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The Friendship of David and Jonathan
David fled from Naioth in Ramah. He came before Jonathan and said, “What have I done? What is my guilt? And what is my sin against your father that he is trying to take my life?” 2He said to him, “Far from it! You shall not die. My father does nothing either great or small without disclosing it to me; and why should my father hide this from me? Never!” 3But David also swore, “Your father knows well that you like me; and he thinks, ‘Do not let Jonathan know this, or he will be grieved.’ But truly, as the Lord lives and as you yourself live, there is but a step between me and death.” 4Then Jonathan said to David, “Whatever you say, I will do for you.” 5David said to Jonathan, “Tomorrow is the new moon, and I should not fail to sit with the king at the meal; but let me go, so that I may hide in the field until the third evening. 6If your father misses me at all, then say, ‘David earnestly asked leave of me to run to Bethlehem his city; for there is a yearly sacrifice there for all the family.’ 7If he says, ‘Good!’ it will be well with your servant; but if he is angry, then know that evil has been determined by him. 8Therefore deal kindly with your servant, for you have brought your servant into a sacred covenant with you. But if there is guilt in me, kill me yourself; why should you bring me to your father?” 9Jonathan said, “Far be it from you! If I knew that it was decided by my father that evil should come upon you, would I not tell you?” 10Then David said to Jonathan, “Who will tell me if your father answers you harshly?” 11Jonathan replied to David, “Come, let us go out into the field.” So they both went out into the field.
12 Jonathan said to David, “By the Lord, the God of Israel! When I have sounded out my father, about this time tomorrow, or on the third day, if he is well disposed toward David, shall I not then send and disclose it to you? 13But if my father intends to do you harm, the Lord do so to Jonathan, and more also, if I do not disclose it to you, and send you away, so that you may go in safety. May the Lord be with you, as he has been with my father. 14If I am still alive, show me the faithful love of the Lord; but if I die, 15never cut off your faithful love from my house, even if the Lord were to cut off every one of the enemies of David from the face of the earth.” 16Thus Jonathan made a covenant with the house of David, saying, “May the Lord seek out the enemies of David.” 17Jonathan made David swear again by his love for him; for he loved him as he loved his own life.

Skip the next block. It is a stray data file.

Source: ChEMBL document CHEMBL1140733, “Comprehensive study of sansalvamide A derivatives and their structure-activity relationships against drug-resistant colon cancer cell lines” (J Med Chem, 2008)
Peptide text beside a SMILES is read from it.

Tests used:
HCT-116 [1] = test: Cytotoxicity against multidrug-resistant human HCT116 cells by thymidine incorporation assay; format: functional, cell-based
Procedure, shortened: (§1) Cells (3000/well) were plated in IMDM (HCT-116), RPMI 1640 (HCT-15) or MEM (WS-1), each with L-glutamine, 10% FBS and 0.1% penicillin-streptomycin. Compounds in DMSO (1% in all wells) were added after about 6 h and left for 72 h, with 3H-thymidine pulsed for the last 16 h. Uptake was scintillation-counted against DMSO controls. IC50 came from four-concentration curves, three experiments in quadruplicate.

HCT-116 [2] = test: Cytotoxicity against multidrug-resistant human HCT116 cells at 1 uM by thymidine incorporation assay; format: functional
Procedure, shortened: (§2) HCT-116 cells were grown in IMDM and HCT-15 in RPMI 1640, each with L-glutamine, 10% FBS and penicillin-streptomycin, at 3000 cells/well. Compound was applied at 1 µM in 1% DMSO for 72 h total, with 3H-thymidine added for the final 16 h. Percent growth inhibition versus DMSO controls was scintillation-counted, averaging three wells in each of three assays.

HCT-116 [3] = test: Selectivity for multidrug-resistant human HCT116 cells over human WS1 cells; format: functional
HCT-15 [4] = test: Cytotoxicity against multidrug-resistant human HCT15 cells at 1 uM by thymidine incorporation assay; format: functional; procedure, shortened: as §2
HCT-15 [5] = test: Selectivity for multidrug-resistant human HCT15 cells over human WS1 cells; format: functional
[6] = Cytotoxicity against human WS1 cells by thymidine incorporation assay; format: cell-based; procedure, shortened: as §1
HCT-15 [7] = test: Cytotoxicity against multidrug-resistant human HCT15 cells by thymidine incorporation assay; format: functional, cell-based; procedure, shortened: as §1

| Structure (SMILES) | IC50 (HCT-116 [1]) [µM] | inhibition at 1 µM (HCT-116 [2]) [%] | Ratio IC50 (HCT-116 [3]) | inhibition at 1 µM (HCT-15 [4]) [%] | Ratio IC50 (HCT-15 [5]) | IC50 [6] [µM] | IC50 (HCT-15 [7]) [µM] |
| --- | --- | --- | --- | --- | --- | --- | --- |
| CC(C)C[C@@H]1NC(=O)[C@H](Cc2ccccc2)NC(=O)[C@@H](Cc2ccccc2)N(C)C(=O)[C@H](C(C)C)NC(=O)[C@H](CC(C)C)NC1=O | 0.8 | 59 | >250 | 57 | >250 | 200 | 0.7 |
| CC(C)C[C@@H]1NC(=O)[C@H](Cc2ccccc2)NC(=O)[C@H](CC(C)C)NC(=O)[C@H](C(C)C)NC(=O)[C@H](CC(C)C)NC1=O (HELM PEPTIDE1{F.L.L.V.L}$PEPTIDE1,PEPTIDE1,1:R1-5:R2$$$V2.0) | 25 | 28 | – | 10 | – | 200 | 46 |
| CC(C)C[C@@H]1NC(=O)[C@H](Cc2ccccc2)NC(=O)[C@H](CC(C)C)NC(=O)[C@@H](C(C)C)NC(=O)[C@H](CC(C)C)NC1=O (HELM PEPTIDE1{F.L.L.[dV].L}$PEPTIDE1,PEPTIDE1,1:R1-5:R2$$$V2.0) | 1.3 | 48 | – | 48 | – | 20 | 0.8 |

18 Jonathan said to him, “Tomorrow is the new moon; you will be missed, because your place will be empty. 19On the day after tomorrow, you shall go a long way down; go to the place where you hid yourself earlier, and remain beside the stone there. 20I will shoot three arrows to the side of it, as though I shot at a mark. 21Then I will send the boy, saying, ‘Go, find the arrows.’ If I say to the boy, ‘Look, the arrows are on this side of you, collect them,’ then you are to come, for, as the Lord lives, it is safe for you and there is no danger. 22But if I say to the young man, ‘Look, the arrows are beyond you,’ then go; for the Lord has sent you away. 23As for the matter about which you and I have spoken, the Lord is witness between you and me forever.”
24 So David hid himself in the field. When the new moon came, the king sat at the feast to eat. 25The king sat upon his seat, as at other times, upon the seat by the wall. Jonathan stood, while Abner sat by Saul’s side; but David’s place was empty.
26 Saul did not say anything that day; for he thought, “Something has befallen him; he is not clean, surely he is not clean.” 27But on the second day, the day after the new moon, David’s place was empty. And Saul said to his son Jonathan, “Why has the son of Jesse not come to the feast, either yesterday or today?” 28Jonathan answered Saul, “David earnestly asked leave of me to go to Bethlehem; 29he said, ‘Let me go; for our family is holding a sacrifice in the city, and my brother has commanded me to be there. So now, if I have found favor in your sight, let me get away, and see my brothers.’ For this reason he has not come to the king’s table.”
30 Then Saul’s anger was kindled against Jonathan. He said to him, “You son of a perverse, rebellious woman! Do I not know that you have chosen the son of Jesse to your own shame, and to the shame of your mother’s nakedness? 31For as long as the son of Jesse lives upon the earth, neither you nor your kingdom shall be established. Now send and bring him to me, for he shall surely die.” 32Then Jonathan answered his father Saul, “Why should he be put to death? What has he done?” 33But Saul threw his spear at him to strike him; so Jonathan knew that it was the decision of his father to put David to death. 34Jonathan rose from the table in fierce anger and ate no food on the second day of the month, for he was grieved for David, and because his father had disgraced him.
35 In the morning Jonathan went out into the field to the appointment with David, and with him was a little boy. 36He said to the boy, “Run and find the arrows that I shoot.” As the boy ran, he shot an arrow beyond him. 37When the boy came to the place where Jonathan’s arrow had fallen, Jonathan called after the boy and said, “Is the arrow not beyond you?” 38Jonathan called after the boy, “Hurry, be quick, do not linger.” So Jonathan’s boy gathered up the arrows and came to his master. 39But the boy knew nothing; only Jonathan and David knew the arrangement. 40Jonathan gave his weapons to the boy and said to him, “Go and carry them to the city.” 41As soon as the boy had gone, David rose from beside the stone heap and prostrated himself with his face to the ground. He bowed three times, and they kissed each other, and wept with each other; David wept the more. 42Then Jonathan said to David, “Go in peace, since both of us have sworn in the name of the Lord, saying, ‘The Lord shall be between me and you, and between my descendants and your descendants, forever.’ ” He got up and left; and Jonathan went into the city.
1Sa 20:1-10. David Consults with Jonathan for His Safety.